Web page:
25 September 2018

Bi Visibility Day

It was Bi Visibility Day on 23rd September so I've made a blog to help answer any questions you may have.

What is bisexuality?

Bi or bisexuality is an umbrella term used to describe an emotional, romantic and/or sexual orientation towards more than one gender. Some people might be equally attracted to both men and women, or they may have a preference towards one gender (and this preference may vary over time).

Pansexuality refers to a person whose emotional, romantic and/or sexual orientation towards others is not limited by their sex or gender.  Some people consider this to be a more inclusive term, as it goes beyond the gender binary.

Why do we need bi visibility?

Bisexuality is typically invisible as it may be mistaken for a gay, lesbian or straight relationship. Bisexuals struggle to feel accepted as some people try to categorise them into gay or straight, and deny that bisexuality exists. Studies show bisexual people are more likely to remain closeted, consider suicide more, and are more likely to be homeless than their lesbian and gay counterparts (Science Daily, Taylor & Francis, MAP, Stonewall).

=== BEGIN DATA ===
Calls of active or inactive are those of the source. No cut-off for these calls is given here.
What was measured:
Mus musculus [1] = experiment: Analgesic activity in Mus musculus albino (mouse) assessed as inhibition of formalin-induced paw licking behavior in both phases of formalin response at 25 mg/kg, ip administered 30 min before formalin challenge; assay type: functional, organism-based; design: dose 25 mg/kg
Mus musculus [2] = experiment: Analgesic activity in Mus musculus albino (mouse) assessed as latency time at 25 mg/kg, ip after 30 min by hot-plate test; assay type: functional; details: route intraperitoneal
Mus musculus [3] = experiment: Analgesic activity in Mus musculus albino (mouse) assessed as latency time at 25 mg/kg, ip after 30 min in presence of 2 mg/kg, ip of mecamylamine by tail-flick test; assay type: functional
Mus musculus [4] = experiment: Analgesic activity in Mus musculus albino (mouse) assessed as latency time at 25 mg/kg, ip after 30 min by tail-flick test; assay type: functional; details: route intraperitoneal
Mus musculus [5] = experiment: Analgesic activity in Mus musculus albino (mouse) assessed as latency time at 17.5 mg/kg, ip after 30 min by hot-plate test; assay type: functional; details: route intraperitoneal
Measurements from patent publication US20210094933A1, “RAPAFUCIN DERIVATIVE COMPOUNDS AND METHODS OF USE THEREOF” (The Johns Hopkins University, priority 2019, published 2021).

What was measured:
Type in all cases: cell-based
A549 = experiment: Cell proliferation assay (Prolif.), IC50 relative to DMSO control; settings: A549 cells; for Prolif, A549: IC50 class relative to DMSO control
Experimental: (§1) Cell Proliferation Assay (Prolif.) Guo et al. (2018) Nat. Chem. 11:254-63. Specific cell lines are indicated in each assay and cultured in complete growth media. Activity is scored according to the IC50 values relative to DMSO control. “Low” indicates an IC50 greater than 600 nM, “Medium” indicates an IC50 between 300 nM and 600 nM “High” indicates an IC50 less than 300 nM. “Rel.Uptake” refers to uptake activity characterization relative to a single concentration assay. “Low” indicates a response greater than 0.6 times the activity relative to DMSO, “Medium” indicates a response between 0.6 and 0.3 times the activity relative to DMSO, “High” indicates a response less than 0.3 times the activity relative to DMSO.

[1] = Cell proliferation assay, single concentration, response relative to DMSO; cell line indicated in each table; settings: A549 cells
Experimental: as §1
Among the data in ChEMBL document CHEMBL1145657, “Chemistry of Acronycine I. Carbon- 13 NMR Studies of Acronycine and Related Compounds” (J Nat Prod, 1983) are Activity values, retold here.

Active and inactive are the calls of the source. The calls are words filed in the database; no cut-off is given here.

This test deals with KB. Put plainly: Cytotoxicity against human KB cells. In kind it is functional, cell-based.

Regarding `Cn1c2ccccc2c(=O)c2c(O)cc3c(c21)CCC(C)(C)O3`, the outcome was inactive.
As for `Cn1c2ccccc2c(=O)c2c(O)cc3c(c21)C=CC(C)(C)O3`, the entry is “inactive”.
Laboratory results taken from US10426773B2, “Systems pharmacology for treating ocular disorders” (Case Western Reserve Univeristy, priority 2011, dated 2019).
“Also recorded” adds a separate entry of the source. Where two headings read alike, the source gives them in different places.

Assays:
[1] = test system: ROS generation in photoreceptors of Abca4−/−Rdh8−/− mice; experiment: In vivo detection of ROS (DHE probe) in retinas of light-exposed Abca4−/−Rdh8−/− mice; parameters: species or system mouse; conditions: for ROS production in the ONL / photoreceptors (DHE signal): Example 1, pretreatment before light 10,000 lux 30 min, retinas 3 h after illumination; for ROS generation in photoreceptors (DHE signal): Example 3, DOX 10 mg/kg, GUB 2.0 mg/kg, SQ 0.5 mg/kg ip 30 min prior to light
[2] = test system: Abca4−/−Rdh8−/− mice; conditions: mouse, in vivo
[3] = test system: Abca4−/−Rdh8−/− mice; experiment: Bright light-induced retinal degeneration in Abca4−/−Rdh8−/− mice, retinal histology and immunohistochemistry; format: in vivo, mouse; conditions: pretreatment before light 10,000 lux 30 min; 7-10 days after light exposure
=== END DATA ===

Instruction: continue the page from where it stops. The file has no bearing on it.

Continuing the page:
What issues do bi people face?

Bi-erasure is the downplaying of people or characters who are bi so that they are not given the same treatment as straight or gay people. For example there are very few bisexual public figures and role models, and there is a trend of characters in fiction (including LGBT+ films) where bisexual characters may be mentioned in books or by filmmakers off-screen, but when it comes to the actual film, they are sidelined or their bisexuality not mentioned at all (e.g. Love, Simon and Thor: Ragnarok).

Biphobia is the assortment of prejudices faced by bisexual people, such as the belief that bisexuality is synonymous with promiscuity, or that bisexual people are confused, in denial of homosexuality, or just greedy.